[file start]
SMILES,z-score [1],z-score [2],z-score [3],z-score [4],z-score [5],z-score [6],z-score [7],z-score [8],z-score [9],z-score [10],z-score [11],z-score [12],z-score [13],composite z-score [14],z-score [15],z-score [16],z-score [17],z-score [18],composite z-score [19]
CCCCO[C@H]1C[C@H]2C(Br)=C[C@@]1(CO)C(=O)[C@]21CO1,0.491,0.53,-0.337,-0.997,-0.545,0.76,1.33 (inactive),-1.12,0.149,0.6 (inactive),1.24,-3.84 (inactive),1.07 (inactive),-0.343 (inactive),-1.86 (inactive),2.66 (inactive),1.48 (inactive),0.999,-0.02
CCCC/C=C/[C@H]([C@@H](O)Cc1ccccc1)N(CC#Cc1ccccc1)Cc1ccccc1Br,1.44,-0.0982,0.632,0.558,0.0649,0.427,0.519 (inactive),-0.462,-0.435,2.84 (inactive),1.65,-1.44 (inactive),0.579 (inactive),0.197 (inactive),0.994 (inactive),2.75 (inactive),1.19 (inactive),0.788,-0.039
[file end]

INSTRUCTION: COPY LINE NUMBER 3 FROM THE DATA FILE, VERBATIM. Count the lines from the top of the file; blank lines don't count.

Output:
CCCC/C=C/[C@H]([C@@H](O)Cc1ccccc1)N(CC#Cc1ccccc1)Cc1ccccc1Br,1.44,-0.0982,0.632,0.558,0.0649,0.427,0.519 (inactive),-0.462,-0.435,2.84 (inactive),1.65,-1.44 (inactive),0.579 (inactive),0.197 (inactive),0.994 (inactive),2.75 (inactive),1.19 (inactive),0.788,-0.039